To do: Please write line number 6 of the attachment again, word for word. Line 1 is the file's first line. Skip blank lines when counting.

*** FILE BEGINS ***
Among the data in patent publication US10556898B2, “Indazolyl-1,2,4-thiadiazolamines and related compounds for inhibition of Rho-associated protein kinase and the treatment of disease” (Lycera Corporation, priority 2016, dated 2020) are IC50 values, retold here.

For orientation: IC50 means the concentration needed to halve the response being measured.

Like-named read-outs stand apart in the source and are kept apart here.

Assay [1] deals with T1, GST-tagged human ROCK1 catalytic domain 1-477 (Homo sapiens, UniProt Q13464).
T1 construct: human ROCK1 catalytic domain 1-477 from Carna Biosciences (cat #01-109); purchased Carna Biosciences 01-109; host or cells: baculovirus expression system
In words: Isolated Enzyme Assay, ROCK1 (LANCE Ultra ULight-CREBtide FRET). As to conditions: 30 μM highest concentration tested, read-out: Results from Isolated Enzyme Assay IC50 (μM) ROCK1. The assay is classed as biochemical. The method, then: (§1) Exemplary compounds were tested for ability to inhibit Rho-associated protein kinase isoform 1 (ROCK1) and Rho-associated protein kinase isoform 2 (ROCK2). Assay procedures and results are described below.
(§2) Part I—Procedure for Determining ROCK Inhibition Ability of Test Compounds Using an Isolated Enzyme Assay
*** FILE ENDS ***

In words: Isolated Enzyme Assay, ROCK1 (LANCE Ultra ULight-CREBtide FRET). As to conditions: 30 μM highest concentration tested, read-out: Results from Isolated Enzyme Assay IC50 (μM) ROCK1. The assay is classed as biochemical. The method, then: (§1) Exemplary compounds were tested for ability to inhibit Rho-associated protein kinase isoform 1 (ROCK1) and Rho-associated protein kinase isoform 2 (ROCK2). Assay procedures and results are described below.